Leaning on the IT Department

Leaning on the IT Department

Looking good in business is never a matter of fashion

The general briefing again diverts from the topic and you drift for a moment, thinking about how your time could be better spent solving the problems of business technology. When your BlackBerry vibrates with a new e-mail arrival, you allow yourself a surreptitious glance just in case there's a crisis in the making. It's not a crisis, but the news isn't necessarily good because the message is from the CFO and, not surprisingly, straight to the point. It's about removing costs (also not surprising).

LEAN is the new order of the day, with a mandate from above to shed kilos by eliminating waste and non-value-added activities. The CFO expects an action plan for your cost centre -- the IT department -- in 10 days. You have already assisted streamlining the business revenue generating areas, and now the time has come to focus directly on your expense side (the support groups).

So how do you choose where to focus when you have a multi-faceted technology organisation achieving minor miracles on a daily basis with diminishing resources? As LEAN implies 'removing' waste, people often misleadingly take a negative 'what we can't do/have' approach to the analysis. Focusing your efforts on a positive slant will ensure your staff are inspired to assist and ultimately will provide significantly better results.

Here is where your IT budget analysis will provide some clues (remember tangible dollar savings are always viewed favourably) and help you quickly determine the key areas attracting your IT spend. Look beyond headcount-related expenses to focus on some other areas. For example: are you actually realising the value from your hefty annual software and hardware maintenance bills? Is there value in revising some of your downstream service provider SLAs for the less critical items?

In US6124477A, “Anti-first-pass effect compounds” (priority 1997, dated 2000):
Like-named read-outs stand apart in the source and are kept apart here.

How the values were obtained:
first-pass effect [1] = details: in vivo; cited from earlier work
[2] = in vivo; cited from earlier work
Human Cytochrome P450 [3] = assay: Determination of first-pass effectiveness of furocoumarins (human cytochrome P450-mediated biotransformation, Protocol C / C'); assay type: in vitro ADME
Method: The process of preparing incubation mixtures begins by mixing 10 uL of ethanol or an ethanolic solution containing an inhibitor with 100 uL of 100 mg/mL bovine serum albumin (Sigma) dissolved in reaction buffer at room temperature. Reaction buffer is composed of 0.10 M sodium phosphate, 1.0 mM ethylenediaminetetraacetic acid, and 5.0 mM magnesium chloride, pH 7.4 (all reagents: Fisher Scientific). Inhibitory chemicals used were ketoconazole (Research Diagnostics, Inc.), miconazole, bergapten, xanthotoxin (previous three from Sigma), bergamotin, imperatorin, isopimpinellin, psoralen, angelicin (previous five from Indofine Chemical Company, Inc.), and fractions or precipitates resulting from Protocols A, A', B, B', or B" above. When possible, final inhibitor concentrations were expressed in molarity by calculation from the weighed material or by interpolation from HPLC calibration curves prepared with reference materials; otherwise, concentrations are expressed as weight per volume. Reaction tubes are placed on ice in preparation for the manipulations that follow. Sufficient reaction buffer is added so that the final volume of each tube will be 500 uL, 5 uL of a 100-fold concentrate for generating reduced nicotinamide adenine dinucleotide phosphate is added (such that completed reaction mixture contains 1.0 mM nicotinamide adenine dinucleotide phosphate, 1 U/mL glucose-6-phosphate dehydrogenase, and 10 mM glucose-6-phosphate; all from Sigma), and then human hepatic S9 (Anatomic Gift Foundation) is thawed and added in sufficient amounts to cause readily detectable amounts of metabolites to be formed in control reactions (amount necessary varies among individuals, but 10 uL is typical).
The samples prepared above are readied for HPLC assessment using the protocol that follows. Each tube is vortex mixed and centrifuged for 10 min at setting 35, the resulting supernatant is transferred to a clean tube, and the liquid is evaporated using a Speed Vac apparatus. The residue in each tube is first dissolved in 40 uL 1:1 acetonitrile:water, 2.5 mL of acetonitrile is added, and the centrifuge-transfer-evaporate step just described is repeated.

Don't just rely on your management hierarchy to expose potential process improvement opportunities. Take the time to visit your IT staff in situ, and be prepared to listen to what they think needs changing in order to complete their mundane (read: user-regarded critical) technology tasks more productively. Working together with the other internal service providers -- such as, HR, Finance, Procurement and Security -- who assist your IT processes is also likely to provide insights that will help you achieve your mission. Last, but not least, don't forget to invite frank input from your customers and your user community.

Once you have finalised your focus areas, you are ready to prioritise the improvement effort. Put those actions that require minimal time and effort at the top of the list, not because they are the most important, but because your team can start making progress (and getting some quick wins), while you set about determining how best to approach those areas that require more investment.

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